Published Article: Kota Tua

Monday, December 24, 2018

Ngotjeh Magazine  |  March 2018







I was nine years old when my father took me for the first time to Jakarta History Museum. It was located in an old builing built in the 18th century by VOC (Dutch East India Company) as the city hall of Batavia (former name of Jakarta). As a kid, I was very much impressed and amazed by the grandeur of the building, its high ceilings, huge tall windows and doors, and also the thick walls that to me, looked like a fort.

The museum also had a prison at its backyard, which were no longer used, comprising few cells which were used to detain the rebels who were considered as threats to the interest of VOC. All the cells were located lower than the ground level outside. So it was completely dark inside. I was of course terrified and couldn’t help but asking my father to leave the place as soon as possible.

I later learned that there were many horrified stories happen in that building in the past. Not only inside the building, but also in its surroundings. They witnessed the notorious Batavia’s Chinese Massacre in the 18th century, the execution of many rebels, including the one of Pieter Erberveld, a Eurasian man who was accused of plotting a rebellion against VOC. Today, the museum and its surrounding were conserved as a heritage of Jakarta, called Kota Tua (Old Town).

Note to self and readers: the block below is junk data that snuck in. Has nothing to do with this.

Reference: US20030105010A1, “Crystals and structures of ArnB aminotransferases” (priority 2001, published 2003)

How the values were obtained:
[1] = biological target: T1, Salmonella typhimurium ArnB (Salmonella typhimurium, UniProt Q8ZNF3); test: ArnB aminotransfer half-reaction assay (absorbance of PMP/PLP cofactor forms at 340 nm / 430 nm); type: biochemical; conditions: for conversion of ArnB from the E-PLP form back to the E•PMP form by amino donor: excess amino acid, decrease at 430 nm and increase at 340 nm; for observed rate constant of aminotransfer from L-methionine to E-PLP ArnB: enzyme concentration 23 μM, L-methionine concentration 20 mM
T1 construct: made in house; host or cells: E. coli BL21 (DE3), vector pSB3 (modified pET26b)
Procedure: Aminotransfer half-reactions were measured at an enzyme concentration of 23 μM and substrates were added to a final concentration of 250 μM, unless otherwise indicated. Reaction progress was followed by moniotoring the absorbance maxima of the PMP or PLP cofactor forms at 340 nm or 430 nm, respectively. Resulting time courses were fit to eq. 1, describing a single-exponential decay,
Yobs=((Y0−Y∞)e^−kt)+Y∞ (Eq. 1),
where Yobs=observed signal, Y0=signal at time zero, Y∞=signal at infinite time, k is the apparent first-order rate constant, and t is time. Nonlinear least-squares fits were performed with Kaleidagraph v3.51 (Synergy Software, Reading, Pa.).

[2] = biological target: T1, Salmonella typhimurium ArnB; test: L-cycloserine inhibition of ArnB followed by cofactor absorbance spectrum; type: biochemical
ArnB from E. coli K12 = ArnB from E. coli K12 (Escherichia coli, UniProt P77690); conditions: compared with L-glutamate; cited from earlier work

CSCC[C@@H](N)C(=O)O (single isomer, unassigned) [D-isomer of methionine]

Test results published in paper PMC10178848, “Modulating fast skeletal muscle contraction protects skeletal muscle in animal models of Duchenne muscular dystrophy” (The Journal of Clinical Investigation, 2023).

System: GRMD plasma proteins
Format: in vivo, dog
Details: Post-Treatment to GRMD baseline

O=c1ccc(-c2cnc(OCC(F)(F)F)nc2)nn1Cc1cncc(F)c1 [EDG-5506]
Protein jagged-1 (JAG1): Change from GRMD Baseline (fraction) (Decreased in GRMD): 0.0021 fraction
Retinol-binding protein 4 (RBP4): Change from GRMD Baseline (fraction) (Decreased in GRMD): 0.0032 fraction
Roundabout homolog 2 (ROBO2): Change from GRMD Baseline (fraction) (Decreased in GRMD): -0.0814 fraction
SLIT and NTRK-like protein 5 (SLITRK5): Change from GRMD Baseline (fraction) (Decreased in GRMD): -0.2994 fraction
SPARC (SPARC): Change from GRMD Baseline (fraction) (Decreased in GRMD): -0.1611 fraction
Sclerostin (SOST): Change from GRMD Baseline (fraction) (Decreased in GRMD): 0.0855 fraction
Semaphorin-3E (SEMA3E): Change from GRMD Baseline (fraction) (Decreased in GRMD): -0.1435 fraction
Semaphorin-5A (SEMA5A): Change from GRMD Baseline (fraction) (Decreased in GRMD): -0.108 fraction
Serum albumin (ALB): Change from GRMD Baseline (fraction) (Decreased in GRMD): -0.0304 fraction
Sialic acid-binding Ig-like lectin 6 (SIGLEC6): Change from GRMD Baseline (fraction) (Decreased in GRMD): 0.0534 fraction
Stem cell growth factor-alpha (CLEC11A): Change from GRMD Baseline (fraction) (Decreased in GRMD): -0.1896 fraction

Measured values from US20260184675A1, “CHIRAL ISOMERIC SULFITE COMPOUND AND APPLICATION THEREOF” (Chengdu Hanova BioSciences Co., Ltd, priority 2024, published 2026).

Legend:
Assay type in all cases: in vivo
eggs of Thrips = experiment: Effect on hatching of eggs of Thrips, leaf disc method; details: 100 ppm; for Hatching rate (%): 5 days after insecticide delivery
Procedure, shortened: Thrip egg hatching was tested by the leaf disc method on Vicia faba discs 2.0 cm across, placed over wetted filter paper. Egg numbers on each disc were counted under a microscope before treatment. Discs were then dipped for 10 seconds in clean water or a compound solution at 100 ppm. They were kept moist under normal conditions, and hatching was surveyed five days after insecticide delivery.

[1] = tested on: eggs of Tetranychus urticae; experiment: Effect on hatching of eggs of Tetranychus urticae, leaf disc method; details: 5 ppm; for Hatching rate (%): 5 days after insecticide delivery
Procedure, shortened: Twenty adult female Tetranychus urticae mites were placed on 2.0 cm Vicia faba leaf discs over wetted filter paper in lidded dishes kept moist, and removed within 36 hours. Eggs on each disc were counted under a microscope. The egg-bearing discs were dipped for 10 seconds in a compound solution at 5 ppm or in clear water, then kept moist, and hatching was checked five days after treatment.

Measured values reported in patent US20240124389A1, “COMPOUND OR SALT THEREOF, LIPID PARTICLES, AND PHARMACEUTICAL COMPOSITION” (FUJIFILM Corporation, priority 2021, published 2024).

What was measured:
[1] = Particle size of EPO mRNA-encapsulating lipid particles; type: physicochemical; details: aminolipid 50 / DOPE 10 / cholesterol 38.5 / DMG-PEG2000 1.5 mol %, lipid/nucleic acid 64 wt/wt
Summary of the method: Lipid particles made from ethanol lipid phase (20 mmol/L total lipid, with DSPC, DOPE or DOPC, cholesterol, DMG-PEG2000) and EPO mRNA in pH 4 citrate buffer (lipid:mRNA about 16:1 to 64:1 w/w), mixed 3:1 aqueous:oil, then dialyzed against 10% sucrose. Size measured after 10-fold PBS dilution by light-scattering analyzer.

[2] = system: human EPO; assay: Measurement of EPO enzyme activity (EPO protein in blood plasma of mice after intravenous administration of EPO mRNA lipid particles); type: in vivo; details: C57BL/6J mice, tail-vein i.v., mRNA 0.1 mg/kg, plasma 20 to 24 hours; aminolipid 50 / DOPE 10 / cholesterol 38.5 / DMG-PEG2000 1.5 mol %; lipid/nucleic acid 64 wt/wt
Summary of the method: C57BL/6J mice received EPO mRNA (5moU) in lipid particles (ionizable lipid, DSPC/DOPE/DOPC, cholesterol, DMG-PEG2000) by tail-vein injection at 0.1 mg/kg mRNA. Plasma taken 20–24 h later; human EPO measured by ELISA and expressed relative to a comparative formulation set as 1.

Many cities in Indonesia were founded during the Dutch colonial time. Each city has its own old town which actually comes with its own story. The old buildings in Surabaya and Semarang for instance, were mostly dominated by trading companies as there were trading ports in those two cities. In cities like Bandung, Malang, and Medan, many old buildings were built by planters as there were many plantation established in those regions.

As an architect who was interested in conservation, I become aware of the importance of sustainability in architecture. I believe when we decide to conserve an old building or environment, it is not only the building that we conserve, but most importantly, the stories behind it.

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